In the movie “The Princess Bride” the hero, played by Cary Elwes, is tortured to death. Except it turns out he’s only “mostly” dead, and he can be revived. Likewise, Getty Images now are “mostly” free.
Some background. Contrary to what many people believe, photos, drawings, and images are protected by copyright law, and you may not use them without the permission of the owner (usually the photographer or artist). It doesn’t matter whether your site charges a fee, whether you knew the image was subject to copyright, whether you gave attribution to the owner, or whether you have a disclaimer on your site. If it’s not yours, you can’t use it without permission. Is this rule universally ignored on the Internet? Yes, of course. But that won’t help if you get sued.
Now back to Getty Images, the largest repository of images in the world. If you go to its site, you’ll see millions of images, all watermarked. If you want Getty to take off the watermark, you pay a fee. But that hasn’t prevented millions of people from altering and using the images on their websites. In response, for years Getty has been systematically finding these images and sending “Settlement Demand Letters.” It has a whole department of people who use bots to track and find the images, and then threaten the web site owners. Most people get scared and pay up.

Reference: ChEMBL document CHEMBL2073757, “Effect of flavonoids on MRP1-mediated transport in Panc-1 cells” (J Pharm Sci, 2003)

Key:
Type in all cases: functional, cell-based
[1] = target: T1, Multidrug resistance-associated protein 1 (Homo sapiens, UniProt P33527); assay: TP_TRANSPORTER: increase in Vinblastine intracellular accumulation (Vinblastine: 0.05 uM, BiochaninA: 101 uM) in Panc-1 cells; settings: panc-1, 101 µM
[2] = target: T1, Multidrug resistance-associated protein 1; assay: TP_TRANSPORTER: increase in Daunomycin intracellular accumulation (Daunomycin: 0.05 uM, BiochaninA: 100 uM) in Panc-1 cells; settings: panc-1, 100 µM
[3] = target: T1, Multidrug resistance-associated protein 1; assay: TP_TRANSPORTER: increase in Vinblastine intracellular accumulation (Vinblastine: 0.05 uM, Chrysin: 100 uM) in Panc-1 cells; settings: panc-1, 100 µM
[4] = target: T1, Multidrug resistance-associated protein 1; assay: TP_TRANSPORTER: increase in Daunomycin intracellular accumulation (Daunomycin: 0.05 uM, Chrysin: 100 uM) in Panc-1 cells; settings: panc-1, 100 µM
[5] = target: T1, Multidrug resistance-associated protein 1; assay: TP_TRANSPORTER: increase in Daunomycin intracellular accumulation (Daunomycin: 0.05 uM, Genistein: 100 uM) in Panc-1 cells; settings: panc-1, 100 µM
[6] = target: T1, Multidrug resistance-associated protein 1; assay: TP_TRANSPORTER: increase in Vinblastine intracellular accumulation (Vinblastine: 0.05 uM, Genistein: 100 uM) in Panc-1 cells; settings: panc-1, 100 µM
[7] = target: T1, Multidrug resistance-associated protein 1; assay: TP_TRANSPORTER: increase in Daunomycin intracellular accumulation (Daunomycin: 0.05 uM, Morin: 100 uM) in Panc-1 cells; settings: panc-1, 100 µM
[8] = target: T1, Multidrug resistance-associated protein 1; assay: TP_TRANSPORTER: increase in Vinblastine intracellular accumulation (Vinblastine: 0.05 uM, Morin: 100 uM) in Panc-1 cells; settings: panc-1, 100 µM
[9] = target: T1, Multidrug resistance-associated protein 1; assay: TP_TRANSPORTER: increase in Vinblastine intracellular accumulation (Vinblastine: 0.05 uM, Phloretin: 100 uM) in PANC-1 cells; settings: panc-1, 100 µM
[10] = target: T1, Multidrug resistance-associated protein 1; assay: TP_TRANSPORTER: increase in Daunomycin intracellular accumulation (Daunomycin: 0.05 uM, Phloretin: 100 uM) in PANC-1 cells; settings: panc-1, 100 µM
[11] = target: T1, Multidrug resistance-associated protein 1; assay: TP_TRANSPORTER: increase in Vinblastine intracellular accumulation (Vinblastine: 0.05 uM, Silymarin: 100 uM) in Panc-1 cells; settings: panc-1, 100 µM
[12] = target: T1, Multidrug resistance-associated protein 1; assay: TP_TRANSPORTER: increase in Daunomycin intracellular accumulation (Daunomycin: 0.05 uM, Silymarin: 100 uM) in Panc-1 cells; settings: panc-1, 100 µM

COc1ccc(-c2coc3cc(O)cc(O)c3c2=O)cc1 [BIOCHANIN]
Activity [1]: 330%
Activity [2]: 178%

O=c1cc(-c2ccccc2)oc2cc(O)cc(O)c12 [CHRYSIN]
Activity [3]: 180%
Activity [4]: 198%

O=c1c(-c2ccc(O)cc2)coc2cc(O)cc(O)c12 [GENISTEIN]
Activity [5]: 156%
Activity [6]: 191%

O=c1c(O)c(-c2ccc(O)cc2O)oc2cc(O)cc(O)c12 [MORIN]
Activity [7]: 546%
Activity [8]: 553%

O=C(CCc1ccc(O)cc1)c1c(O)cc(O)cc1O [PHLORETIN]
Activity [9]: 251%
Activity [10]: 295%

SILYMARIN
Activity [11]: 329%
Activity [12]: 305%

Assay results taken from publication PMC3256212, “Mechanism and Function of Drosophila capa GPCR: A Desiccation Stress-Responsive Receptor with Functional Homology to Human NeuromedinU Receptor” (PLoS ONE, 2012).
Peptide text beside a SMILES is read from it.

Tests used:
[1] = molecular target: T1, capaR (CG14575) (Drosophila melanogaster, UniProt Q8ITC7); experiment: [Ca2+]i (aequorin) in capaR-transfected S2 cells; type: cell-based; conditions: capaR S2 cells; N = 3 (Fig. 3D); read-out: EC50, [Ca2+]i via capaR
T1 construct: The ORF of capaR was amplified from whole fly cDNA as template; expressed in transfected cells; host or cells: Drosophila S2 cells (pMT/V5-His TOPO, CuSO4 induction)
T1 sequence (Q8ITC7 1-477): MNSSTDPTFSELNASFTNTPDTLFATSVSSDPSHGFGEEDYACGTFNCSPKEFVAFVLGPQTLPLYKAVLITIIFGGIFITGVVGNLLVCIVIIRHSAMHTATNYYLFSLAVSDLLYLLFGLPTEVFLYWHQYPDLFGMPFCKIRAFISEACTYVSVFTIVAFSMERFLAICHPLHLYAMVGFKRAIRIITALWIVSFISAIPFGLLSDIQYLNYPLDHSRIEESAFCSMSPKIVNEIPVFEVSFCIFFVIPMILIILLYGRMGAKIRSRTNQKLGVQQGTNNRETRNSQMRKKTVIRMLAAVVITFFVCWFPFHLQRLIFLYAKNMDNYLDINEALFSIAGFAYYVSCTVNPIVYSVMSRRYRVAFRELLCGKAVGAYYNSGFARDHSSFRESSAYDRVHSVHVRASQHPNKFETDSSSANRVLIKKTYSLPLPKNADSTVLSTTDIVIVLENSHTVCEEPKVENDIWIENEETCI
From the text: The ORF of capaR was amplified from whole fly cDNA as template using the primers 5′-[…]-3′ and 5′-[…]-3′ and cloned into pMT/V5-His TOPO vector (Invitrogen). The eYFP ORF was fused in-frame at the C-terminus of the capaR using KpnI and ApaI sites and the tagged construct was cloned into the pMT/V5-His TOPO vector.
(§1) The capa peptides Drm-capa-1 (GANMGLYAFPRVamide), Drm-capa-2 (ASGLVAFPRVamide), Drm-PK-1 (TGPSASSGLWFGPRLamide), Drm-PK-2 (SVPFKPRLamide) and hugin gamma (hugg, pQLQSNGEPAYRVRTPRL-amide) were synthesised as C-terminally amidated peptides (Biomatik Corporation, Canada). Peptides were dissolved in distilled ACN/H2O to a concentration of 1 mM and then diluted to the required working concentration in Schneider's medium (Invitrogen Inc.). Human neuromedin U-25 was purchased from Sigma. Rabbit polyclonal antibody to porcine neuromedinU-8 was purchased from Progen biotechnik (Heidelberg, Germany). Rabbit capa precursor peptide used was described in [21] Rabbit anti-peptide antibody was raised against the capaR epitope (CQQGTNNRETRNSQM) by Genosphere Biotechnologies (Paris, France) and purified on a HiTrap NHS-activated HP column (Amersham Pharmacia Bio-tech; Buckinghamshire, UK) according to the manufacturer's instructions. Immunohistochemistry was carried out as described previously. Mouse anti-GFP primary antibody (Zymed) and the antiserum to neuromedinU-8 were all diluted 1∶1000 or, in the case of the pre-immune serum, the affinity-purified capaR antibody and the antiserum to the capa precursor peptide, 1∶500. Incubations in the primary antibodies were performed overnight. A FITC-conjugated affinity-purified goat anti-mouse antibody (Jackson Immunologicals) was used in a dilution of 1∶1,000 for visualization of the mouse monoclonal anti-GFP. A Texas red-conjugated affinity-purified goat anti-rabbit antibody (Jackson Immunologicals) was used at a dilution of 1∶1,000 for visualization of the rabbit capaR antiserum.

This may have earned Getty money, but it also was a PR disaster. In response, Getty now says it is dropping the watermark for “most” of its collection, in exchange for an open-embed program that will let users drop in any image they want, as long as the service gets to append a footer at the bottom of the picture with a credit and link to the licensing page. So for many small sites this sounds like “free images.”